The Liaoning, the People’s Liberation Army’s sole aircraft carrier, may still be mocked by some as a “second-hand” vessel given the 10 years of work Beijing put into refitting a Soviet-built hulk before its commission with the Chinese navy in 2012.

The ensuing years have seen the 55,000-ton carrier deployed in China’s coastal waters, serving as a giant training ship for PLA aviators and seamen on secondment missions.

Now the Chinese carrier may have graduated to assuming a new, leading role in Beijing’s imperative to form a blue-water navy.

Chinese media are trumpeting that, following its six-month mid-life refit at the Dalian Shipyard, the Liaoning has been transformed into a “combat-ready” sea-going airbase loaded with indigenous technologies.

The Liaoning carrier was the lead ship of the fanfare naval parade in the Yellow Sea marking the Chinese Navy’s 70th anniversary on Tuesday. Photo: Xinhua
China's Liaoning aircraft carrier with accompanying fleet. Photo: Reuters
China’s Liaoning aircraft carrier with accompanying fleet. Photo: Reuters

The Liaoning has now been equipped with upgraded arresting cables made of new composite materials for when the J-15 carrier-based fighters return to its deck, and an additional arresting net stand has been installed on the periphery of the flight deck to halt a plane in the event of a failed arrested landing, according to China Central Television.

The PLA engineers also made tweaks to its steam turbines and propulsion system, and the carrier’s anti-jamming capabilities were upgraded.

On top of these improvements, previous reports speculated that the PLA could have experimented with the installation of prototype electromagnetic catapults on the Liaoning. This might turn an old vessel built in Soviet Ukraine into a test bed for cutting-edge technologies to boost the speed and payloads of fighters operating from its flight deck.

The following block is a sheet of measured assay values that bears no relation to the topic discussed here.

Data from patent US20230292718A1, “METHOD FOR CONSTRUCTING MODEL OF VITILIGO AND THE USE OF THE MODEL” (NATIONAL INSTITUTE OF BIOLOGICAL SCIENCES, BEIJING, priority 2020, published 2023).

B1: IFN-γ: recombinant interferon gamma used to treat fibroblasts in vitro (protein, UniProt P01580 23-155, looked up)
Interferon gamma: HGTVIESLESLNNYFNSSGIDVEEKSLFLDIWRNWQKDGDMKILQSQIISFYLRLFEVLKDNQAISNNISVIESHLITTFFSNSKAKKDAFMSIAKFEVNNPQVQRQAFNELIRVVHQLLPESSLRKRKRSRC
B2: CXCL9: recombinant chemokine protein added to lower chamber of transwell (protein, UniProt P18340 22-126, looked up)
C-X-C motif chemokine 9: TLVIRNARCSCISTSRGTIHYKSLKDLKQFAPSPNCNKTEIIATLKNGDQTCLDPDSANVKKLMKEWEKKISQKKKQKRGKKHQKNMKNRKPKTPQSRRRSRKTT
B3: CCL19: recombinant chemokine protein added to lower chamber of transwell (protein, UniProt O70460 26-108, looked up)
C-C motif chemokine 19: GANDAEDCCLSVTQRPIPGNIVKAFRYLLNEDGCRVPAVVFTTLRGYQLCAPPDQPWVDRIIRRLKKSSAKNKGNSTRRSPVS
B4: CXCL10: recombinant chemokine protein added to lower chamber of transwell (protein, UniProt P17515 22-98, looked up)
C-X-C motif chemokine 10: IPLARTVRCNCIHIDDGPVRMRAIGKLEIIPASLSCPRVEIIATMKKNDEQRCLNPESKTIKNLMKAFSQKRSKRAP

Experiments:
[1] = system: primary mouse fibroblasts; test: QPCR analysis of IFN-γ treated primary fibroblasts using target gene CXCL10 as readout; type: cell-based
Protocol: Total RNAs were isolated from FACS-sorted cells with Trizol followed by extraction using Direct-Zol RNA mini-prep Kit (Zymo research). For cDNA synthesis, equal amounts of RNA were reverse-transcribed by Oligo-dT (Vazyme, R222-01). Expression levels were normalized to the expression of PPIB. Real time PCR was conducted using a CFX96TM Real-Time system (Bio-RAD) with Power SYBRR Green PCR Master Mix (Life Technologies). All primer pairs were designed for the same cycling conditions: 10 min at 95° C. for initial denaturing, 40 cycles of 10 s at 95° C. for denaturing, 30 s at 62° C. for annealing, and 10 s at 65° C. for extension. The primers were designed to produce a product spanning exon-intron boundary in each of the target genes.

The rationale of re-purposing the Liaoning for electromagnetic catapults is for the “crash training” of much-needed naval aviators. The PLA is facing a talent crunch in its drive to form elite, carrier-based fighter squadrons. Hence the Liaoning’s new “test bed” role is in line with its main mission thrust: a platform, first and foremost, for training and honing skills.

Despite the refit, the vessel still depends on a steam propulsion powerplant and continues to operate with a performance-limiting bow ramp on its deck, which means the Liaoning is unlikely to venture far from Chinese shores or to send her lightly-loaded J-15 fighters into serious combat. Furthermore, having been first laid down in the mid 1980s, the Liaoning could normally be expected to be mothballed within the next decade.

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